Mad, Bad and Dangerous? The Scientist and the Cinema
by Christopher Frayling
Reaktion Books, London, UK
256 pp, $35/£20
Young school‐children, when asked to draw a picture of a scientist, typically produce an image of a man in a white lab coat with wild eyes, dishevelled hair, and a test tube in his hand. This image comes, Christopher Frayling argues, from movies and television programmes, where it has been steadily refined—but little changed—over the course of decades. Mad, Bad and Dangerous? The Scientist and the Cinema, which begins and ends with children's images of scientists, is Frayling's exploration of the changing image of scientists in feature films: the first attempt to do for movies what Roslynn Haynes' From Faust to Strangelove did for literature. It is commendable in intent but deeply flawed in execution.
The subtitle and preface to Mad, Bad and Dangerous? promise a comprehensive, wide‐ranging view of the subject, which the book utterly fails to deliver. Virtually its entire treatment of films released since 1960 is jammed into a single 20‐page chapter. Swashbuckling archaeologist Indiana Jones is missing, as are mathematical genius Will Hunting from Good Will Hunting, surgeon‐naturalist Stephen Maturin from Master and Commander, and four of the five main scientist characters from the Jurassic Park series. Comedies about scientists are also scarce: no The Man in the White Suit, no Desk Set, no The Absent‐Minded Professor, no Ghostbusters. Even the heart of the book—three chapters covering the mid‐1930s to mid‐1950s—is spotty. There are long discussions of 1930s' screen biographies such as The Story of Louis Pasteur, but not a word about the similar (albeit fictional) Arrowsmith. There is much about aviation‐orientated ‘boffin’ films such as The Dambusters and The Sound Barrier, but nothing at all about the equally important No Highway in the Sky.
These omissions are made even more frustrating by the inclusion of large chunks of tangential or irrelevant material. Wernher von Braun, Thomas Edison and Alexander Graham Bell receive detailed attention without any effort to show that they should be considered to have been scientists, rather than engineers or inventors. Discussions of Things to Come and Dr Strangelove say much about those films' presentation of science (and technology), but little about their portrayal of scientists.
When discussing the post‐1960 era, Frayling often seems out of his depth. He claims that James Bond's mad‐scientist enemies are often physically disabled, but by his second example is reduced to citing Ernst Stavro Blofeld's scar: a minor disfigurement of a non‐scientist that is visible in only one of the character's four main screen appearances. Frayling argues that post‐1960 interpretations of the ‘classic’ movie monsters of the 1930s were nearly all comedic, ignoring self‐consciously serious remakes such as Frankenstein: The True Story, Mary Shelley's Frankenstein, and Mary Reilly (a retelling of Dr Jekyll and Mr Hyde through the eyes of Jekyll's housekeeper). Frayling's references to “the Star Ship Enterprise” and to “the Star Fleet” will ring false to students of the Star Trek universe, as will the out‐of‐context quote he uses to suggest that Captain Kirk is skeptical of mixed‐gender crews. He refers in passing to movies about “computer geeks, usually played by Rick Moranis”: a funny line, except that the geeks Moranis played in Honey, I Shrunk the Kids, Little Shop of Horrors, Ghostbusters and other films have no particular connection with computers.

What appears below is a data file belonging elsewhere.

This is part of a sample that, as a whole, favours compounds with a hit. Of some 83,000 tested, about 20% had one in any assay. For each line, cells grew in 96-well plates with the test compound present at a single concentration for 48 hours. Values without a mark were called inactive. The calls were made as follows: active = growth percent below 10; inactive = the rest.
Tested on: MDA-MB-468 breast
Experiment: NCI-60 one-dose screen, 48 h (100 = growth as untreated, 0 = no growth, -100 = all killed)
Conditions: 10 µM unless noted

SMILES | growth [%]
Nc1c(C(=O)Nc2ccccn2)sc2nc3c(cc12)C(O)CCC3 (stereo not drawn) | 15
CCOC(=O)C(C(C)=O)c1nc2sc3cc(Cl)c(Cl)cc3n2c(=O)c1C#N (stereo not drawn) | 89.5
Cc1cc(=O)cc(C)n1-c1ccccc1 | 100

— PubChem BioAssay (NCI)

Unfortunately, the proofreading and fact checking in the book is—there is no other word—atrocious. The famous British production designer is first “Ken Adams” then later (correctly) “Ken Adam”. The same carelessness turns senior NASA launch technician Gunter Wendt into “Gunther Vent”, astronaut Gus Grissom into “Gus Grisson”, author Nevil Shute into “Neville Shute”, and German rocket pioneer Hermann Oberth into “Hans Oberth”. The title of Madame Curie is incorrectly given as Marie Curie, and the American title of The Sound Barrier as Breaking Through the Sound Barrier. A quote from The Dambusters is rendered meaningless by the substitution of “dismissed” for “dismasted”. The accidental nuclear war in Dr Strangelove is attributed to a computer glitch rather than a mentally unstable general, and the death of trees on Earth in Silent Running to nuclear war rather than to environmental degradation. The name and date of the first US manned spacecraft are both incorrect and there is a curious reference to “samples” returned by the spacecraft of project Gemini, which operated solely in Earth orbit and thus collected none.
Mad, Bad and Dangerous? has its moments—Frayling's discussion of the biopic cycle of the 1930s and 1940s is especially valuable—but on the whole, the book frustrates more than it illuminates. It is neither comprehensive enough for scholars seeking a definitive survey, nor attentive enough to detail for film enthusiasts seeking a ‘good read’.
- Copyright © 2006 European Molecular Biology Organization
A. Bowdoin Van Riper is in the Social and International Studies Department at Southern Polytechnic State University, Marietta, GA, USA. Email: